Prime Minister Harper is quoted as saying this shows "willingness of the government and the Official Opposition to work together on an important public policy matter" - which is a good thing. My question is, shouldn't the government and the Official Opposition ALWAYS be willing to work together on important public policy matters? Isn't the public good absolutely, 100% of the time SUPPOSED to trump petty partisanship and political manoeuvring?
I'm not naive enough to believe that things work that way. Don't get me wrong. But, the bigger question is: SHOULDN'T they work that way?
I was recently nominated to address the issue of what makes a great opposition member. It's a task I'll be undertaking shortly, and I'll try not to re-tread any ground I'm about to cover here.
However, both the government and the opposition DO have an obligation to work together, to find common ground representing the vast majority of Canadians, on issues of importance. That's true whether the government has a rock-solid majority or a razor-thin minority. If the opposition is being honest and earnest in its pursuit of honest, accountable and transparent governance and policies that will make life better for Canadians, and if government is acting likewise, then there simply HAS to be room, time and an appetite to sit down and talk as statesmen, rather than as politicians.
This is something that Jack Layton, by most accounts a good guy, seems to have forgotten. His obligation to the people of Canada is not to "oppose Stephen Harper on all fronts, on all issues, without even bothering to read bills, budgets or reports". It is to hold government to account by reading EVERYTHING, and opposing where it is warranted and justifiable, and supporting where it is warranted and justifiable. Layton and his proxies do all of us a disservice by playing coy political games to try and win votes in the next election ("71 confidence votes and counting!") when we need statesmanship. (Not that Jack has been alone in these games - far from it. All of the parties have been guilty of this - his is just the most recent to irritate me. They ALL do, eventually.)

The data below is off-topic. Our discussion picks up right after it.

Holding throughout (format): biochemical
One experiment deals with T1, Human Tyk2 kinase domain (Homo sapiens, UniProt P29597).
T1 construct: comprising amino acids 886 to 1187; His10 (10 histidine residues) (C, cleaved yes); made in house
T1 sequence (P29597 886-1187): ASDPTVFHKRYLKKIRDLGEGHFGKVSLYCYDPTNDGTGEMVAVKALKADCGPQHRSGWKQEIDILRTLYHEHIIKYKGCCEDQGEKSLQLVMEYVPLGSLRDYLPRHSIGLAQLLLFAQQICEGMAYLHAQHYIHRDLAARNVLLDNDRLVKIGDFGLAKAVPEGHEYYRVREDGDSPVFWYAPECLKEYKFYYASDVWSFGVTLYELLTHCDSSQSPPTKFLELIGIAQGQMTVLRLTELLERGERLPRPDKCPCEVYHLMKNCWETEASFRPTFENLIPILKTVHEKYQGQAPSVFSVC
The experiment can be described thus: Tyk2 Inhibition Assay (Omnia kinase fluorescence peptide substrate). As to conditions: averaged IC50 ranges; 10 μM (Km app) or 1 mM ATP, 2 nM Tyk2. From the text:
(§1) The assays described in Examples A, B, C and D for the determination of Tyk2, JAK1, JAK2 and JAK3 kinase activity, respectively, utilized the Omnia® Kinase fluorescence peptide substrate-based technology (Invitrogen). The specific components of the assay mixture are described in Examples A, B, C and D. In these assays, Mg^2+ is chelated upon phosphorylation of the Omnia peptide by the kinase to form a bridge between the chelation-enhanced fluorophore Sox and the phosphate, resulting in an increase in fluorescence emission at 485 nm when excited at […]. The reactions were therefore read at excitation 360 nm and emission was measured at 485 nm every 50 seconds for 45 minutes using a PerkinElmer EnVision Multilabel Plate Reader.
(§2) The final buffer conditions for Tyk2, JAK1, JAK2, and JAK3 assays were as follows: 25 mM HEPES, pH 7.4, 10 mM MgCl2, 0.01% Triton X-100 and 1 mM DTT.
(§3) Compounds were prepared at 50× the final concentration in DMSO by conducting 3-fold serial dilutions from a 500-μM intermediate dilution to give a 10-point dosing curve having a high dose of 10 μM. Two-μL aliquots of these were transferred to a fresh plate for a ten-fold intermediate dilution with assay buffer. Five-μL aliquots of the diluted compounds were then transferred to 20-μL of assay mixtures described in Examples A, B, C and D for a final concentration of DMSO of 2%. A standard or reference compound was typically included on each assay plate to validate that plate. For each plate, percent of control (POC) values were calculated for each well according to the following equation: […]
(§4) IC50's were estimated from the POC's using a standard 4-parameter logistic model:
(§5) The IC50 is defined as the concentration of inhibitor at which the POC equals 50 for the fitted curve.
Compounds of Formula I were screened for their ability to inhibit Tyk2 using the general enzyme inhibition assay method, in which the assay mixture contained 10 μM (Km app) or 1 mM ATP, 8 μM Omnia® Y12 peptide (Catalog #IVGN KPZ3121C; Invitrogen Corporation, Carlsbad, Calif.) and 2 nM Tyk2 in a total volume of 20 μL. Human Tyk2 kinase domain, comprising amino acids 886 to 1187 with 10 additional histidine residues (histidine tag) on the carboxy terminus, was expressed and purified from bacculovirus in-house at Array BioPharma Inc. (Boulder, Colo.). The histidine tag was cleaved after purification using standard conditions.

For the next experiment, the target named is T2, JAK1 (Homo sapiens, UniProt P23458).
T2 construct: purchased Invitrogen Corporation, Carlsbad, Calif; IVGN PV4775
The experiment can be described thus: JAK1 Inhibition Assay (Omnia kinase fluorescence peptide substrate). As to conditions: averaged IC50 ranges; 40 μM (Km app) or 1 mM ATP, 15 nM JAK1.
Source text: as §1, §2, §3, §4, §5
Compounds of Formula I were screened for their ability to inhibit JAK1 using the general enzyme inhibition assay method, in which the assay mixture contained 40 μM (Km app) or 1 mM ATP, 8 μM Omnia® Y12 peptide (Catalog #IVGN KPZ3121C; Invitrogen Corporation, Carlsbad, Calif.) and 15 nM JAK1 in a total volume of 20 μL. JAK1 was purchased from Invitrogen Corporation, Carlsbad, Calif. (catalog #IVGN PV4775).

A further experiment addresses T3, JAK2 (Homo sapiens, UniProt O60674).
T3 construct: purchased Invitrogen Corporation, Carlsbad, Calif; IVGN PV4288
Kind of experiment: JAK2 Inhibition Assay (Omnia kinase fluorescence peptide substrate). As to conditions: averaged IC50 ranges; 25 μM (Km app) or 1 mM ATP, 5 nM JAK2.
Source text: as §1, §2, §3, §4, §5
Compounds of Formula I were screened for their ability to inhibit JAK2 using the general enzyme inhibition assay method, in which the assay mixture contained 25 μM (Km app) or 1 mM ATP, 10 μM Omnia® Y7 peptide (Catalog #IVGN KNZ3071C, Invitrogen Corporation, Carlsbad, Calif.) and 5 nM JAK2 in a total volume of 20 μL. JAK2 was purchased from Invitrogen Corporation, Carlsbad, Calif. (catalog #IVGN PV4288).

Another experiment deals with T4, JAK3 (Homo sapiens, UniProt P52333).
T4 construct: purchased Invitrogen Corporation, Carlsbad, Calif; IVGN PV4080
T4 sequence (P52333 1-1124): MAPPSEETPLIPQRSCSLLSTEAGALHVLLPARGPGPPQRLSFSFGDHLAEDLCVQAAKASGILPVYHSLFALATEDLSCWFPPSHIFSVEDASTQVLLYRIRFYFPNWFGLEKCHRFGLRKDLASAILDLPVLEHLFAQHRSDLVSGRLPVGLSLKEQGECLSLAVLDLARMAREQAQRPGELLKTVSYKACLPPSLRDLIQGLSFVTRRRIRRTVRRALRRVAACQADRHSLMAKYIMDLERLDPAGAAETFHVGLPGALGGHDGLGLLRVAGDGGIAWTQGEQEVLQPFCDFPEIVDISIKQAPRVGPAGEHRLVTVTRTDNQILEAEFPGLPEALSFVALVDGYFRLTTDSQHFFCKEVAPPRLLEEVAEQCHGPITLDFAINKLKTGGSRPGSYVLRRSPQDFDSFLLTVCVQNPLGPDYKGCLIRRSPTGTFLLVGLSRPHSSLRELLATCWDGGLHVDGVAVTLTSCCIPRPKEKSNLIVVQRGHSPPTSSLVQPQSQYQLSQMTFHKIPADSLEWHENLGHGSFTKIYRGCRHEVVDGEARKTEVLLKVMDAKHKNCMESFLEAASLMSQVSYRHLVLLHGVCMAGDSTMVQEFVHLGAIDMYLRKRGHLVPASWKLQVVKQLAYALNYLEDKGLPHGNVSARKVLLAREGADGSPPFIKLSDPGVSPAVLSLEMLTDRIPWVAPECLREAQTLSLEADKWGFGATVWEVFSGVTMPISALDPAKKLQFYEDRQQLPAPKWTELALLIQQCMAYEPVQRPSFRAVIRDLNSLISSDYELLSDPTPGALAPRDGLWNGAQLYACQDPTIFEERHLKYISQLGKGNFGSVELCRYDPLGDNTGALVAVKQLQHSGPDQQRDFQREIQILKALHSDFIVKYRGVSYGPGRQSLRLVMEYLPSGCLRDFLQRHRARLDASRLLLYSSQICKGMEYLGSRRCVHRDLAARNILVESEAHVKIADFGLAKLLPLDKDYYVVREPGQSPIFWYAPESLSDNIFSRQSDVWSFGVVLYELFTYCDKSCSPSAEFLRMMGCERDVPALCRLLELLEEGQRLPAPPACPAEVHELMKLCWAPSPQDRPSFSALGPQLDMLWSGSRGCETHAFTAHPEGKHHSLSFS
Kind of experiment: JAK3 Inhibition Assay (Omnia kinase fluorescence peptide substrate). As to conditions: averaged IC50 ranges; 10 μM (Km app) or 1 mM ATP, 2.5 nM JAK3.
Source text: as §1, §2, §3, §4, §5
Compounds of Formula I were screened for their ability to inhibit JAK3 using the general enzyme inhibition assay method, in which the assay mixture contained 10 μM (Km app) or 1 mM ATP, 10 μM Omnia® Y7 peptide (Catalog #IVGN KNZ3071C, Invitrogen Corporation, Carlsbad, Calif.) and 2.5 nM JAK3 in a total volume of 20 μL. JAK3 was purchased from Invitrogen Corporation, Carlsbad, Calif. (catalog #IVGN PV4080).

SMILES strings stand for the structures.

Harper and Ignatieff have a lot in common. Chief among those similarities is their unmistakable, avaricious pursuit of power and accolades. They both know that only one of them can be Prime Minister, and both also know that they can only trust the other up to the point at which their interests diverge, and not a millimetre past. Both men, however, are smart enough to recognize that they have too much to lose to be seen as the person responsible for an unnecessary election. A more jaded politico would suggest this is likely the one and only reason that the Liberals will not bring about the government's fall this Friday.
I have hope, though, that while this political survival instinct may be the primary motivation for the current detente, it might not be the ONLY motivation. Perhaps Harper and Ignatieff understand that, by working together collectively on an issue as critical as the economy, they can pool their efforts and make a real difference. That by putting aside their own interests and working to make our lives better, they can earn the accolades they so covet.
At least until one or the other feels they're in a majority position. Then the 40% of voters who will support them on Election Day are the only ones that matter.
Political theory, getting slapped upside the head by political realism.
"A politician thinks of the next election; a statesman of the next generation."
- James Clarke